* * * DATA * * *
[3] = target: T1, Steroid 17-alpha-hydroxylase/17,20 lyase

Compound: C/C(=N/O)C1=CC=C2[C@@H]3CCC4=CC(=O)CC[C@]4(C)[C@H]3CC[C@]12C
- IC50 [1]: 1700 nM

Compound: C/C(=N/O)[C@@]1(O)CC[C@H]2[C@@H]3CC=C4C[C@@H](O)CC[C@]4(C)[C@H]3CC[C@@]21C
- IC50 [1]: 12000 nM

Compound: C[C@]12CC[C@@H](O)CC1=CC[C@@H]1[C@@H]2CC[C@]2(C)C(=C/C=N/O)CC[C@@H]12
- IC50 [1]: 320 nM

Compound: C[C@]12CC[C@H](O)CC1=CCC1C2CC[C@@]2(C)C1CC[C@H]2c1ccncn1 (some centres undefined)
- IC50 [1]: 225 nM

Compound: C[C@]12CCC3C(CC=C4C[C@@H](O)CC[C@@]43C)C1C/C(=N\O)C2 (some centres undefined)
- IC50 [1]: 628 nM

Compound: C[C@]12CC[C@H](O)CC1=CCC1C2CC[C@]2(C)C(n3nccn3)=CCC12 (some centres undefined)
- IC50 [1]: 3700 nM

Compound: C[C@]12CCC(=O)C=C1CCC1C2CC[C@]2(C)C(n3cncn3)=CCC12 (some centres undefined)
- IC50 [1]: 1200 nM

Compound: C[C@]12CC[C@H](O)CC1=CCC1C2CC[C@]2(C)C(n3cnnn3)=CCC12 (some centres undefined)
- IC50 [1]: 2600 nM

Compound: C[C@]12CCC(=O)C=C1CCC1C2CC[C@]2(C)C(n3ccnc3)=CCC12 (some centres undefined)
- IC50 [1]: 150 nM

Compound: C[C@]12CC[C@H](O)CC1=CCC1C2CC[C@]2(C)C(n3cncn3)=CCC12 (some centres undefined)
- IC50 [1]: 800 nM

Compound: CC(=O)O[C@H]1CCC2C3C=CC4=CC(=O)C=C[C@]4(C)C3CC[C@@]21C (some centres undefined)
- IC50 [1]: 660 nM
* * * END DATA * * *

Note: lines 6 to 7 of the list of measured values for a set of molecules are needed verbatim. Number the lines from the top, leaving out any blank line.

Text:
Compound: C[C@]12CC[C@@H](O)CC1=CC[C@@H]1[C@@H]2CC[C@]2(C)C(=C/C=N/O)CC[C@@H]12
- IC50 [1]: 320 nM